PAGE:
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Frau Lotte – The Berlin Matryoshka and an Appeal for World Peace

Today more than ever a Burning Issue

The WORLD EXPO is a venerable global exhibition project, dedicated to advancing the ideals of public education, innovation, progress, and international cooperation, with a legacy spanning almost two centuries. Russia, since 1851, has actively participated in all WORLD EXPOs, earning esteemed accolades. However, Russia has never before hosted a world exhibition.

Competing alongside Osaka and Baku, Yekaterinburg (Sverdlovsk Oblast, Ural Federal District of Russia) vied for the privilege of hosting the WORLD EXPO in 2025. Had Yekaterinburg emerged victorious, the WORLD EXPO would have graced the period from May 2 to November 2, 2025, welcoming visitors from nearly 150 countries.


As part of a global cultural initiative dedicated to WORLD EXPO 2025, twenty Matryoshka dolls from Yekaterinburg were dispatched in early 2018 to ten major cities worldwide. These artistic creations were showcased in public squares and shopping centers to bolster Yekaterinburg’s bid. Ten Swerdlowsk Matryoshkas were already completed, and international artists embarked later on crafting their “counterparts”.

Following this, all the Matryoshkas journeyed to Paris. If you were in the French capital in late November of that year, the presence of these dolls would have been unmissable in the vicinity of the Russian Cathedral of the Holy Trinity. Twenty colossal art installations, embellished by artists from various corners of the world, formed a vibrant campaign in solidarity with Yekaterinburg’s endeavor to host WORLD EXPO 2025.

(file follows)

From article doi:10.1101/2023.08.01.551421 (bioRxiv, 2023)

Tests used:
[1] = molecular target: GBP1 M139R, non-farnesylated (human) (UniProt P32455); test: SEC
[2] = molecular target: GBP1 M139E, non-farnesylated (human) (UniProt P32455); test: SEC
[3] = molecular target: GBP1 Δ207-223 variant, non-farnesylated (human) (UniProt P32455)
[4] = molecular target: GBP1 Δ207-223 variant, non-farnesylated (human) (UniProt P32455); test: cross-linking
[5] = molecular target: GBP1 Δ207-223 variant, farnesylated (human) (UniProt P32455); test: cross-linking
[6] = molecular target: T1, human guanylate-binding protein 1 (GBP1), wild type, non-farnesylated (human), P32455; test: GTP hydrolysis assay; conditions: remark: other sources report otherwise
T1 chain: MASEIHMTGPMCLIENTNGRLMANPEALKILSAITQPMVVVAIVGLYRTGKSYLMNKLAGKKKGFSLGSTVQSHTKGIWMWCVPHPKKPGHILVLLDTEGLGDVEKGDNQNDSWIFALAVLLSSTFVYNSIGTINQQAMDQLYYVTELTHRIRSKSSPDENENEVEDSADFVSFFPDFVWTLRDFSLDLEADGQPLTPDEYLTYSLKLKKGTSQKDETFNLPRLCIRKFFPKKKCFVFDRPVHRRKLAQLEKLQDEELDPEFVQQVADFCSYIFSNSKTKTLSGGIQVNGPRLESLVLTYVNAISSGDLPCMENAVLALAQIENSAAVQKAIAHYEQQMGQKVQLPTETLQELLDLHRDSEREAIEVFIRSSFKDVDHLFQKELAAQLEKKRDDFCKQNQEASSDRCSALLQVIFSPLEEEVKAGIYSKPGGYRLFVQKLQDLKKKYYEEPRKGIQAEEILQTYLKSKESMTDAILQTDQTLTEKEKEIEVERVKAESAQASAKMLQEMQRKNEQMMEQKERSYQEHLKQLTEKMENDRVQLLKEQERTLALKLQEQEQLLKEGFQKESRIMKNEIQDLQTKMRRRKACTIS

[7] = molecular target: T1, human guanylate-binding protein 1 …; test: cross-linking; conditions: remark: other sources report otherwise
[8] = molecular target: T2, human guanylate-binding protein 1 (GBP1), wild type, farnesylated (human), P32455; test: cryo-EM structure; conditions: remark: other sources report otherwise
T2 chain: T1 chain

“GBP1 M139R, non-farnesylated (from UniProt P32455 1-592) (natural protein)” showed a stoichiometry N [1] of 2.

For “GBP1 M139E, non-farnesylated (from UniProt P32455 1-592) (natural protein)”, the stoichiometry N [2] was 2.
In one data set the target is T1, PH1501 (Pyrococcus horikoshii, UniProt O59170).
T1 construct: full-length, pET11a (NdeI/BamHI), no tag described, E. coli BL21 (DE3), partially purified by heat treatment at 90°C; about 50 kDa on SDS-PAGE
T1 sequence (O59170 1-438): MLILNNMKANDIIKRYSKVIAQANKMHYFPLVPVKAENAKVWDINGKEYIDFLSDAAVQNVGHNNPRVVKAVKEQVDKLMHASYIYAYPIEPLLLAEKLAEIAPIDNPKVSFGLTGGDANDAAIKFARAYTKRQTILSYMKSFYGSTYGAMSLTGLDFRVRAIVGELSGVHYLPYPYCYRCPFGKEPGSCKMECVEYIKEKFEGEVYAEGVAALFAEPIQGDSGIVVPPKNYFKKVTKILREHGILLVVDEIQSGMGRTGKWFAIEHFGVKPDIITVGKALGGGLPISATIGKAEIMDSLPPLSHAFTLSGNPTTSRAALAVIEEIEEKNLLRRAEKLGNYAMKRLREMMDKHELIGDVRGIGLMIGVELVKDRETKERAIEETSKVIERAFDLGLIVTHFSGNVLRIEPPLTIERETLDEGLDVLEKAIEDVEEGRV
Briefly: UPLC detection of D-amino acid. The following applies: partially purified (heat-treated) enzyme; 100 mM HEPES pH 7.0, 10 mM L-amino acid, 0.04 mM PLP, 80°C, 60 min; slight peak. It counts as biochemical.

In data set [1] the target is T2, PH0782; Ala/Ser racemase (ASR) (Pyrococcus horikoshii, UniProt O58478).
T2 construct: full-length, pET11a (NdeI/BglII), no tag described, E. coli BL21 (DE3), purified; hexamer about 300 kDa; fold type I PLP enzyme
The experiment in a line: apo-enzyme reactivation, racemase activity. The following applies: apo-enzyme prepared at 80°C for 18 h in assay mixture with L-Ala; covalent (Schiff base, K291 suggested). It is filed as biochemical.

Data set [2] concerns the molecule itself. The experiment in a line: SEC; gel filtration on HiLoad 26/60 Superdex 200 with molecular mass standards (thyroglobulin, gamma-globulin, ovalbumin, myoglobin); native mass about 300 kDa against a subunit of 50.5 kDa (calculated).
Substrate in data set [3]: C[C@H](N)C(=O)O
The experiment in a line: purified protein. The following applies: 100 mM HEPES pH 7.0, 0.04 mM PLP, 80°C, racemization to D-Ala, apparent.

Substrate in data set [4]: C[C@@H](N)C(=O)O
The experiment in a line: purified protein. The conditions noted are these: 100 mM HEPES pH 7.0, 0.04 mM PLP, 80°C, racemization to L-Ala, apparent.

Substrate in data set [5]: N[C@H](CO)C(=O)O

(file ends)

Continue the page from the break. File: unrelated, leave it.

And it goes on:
The German artist Nina Nolte was selected by the Yekaterinburg committee for WORLD EXPO 2025 to represent Germany in this prestigious event. She embarked on the creation of the Berlin Matryoshka, named FRAU LOTTE, using her drawing tablet. Before the detailed painting process began, the substantial 170 cm fiberglass blank required careful preparation. Nina Nolte collaborated with the esteemed team at the Becker & Beckmann paint shop in Berlin, where FRAU LOTTE was transformed over five days of meticulous work.


FRAU LOTTE’s design is a testament to Nina Nolte’s skill and creativity. Representing Germany, the Matryoshka featured the colors of the German flag: black, red, and gold. The body was adorned with white symbols on a black background. Prominently, a large peace sign graced FRAU LOTTE’s chest, encircled by symbols representing the six main religions.

The choice of Berlin as the motif was deliberate, reflecting the city’s harmonious coexistence of over 184 nationalities. Symbols paying tribute to the iconic Brandenburg Gate and the Berlin airlift were also featured, evoking the poignant history of the city. The lettering “BERLIN” adorned her left side, with the “B” symbolizing Bluetooth connectivity, emphasizing the importance of peaceful connection. The “E” took the form of a bear, the emblematic animal of Berlin, while the “I” represented the renowned television tower at Alexanderplatz.

A yellow headscarf, dotted with black, planet-like motifs, symbolized the universe. Atop this, FRAU LOTTE wore a red headphone, attuned to the world’s sorrows, offering counsel and passionately advocating for global peace – a prescient concern even at her creation. The remainder of the symbols echoed Nina Nolte’s hallmark motifs of love, eternity, and the cosmos.


Ultimately, Japan emerged victorious in the competition, and the next World Expo is set to take place in 2025 in Osaka. The Matryoshkas were dispatched to Yekaterinburg. As of March 2019, the last we heard from FRAU LOTTE, she eagerly awaited the cheerful visitors of the Mayakovsky Park at its entrance.